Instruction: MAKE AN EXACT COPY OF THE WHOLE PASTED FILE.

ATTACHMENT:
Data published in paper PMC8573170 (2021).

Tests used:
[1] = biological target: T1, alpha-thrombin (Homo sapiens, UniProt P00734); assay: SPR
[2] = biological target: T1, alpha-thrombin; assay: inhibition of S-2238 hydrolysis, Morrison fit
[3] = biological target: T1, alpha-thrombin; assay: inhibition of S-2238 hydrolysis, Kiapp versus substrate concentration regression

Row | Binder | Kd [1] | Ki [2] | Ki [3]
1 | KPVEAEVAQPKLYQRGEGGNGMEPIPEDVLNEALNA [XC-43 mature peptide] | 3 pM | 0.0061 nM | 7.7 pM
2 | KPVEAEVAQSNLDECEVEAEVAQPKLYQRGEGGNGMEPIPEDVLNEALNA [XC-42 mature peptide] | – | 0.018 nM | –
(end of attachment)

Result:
Data published in paper PMC8573170 (2021).

Tests used:
[1] = biological target: T1, alpha-thrombin (Homo sapiens, UniProt P00734); assay: SPR
[2] = biological target: T1, alpha-thrombin; assay: inhibition of S-2238 hydrolysis, Morrison fit
[3] = biological target: T1, alpha-thrombin; assay: inhibition of S-2238 hydrolysis, Kiapp versus substrate concentration regression

Row | Binder | Kd [1] | Ki [2] | Ki [3]
1 | KPVEAEVAQPKLYQRGEGGNGMEPIPEDVLNEALNA [XC-43 mature peptide] | 3 pM | 0.0061 nM | 7.7 pM
2 | KPVEAEVAQSNLDECEVEAEVAQPKLYQRGEGGNGMEPIPEDVLNEALNA [XC-42 mature peptide] | – | 0.018 nM | –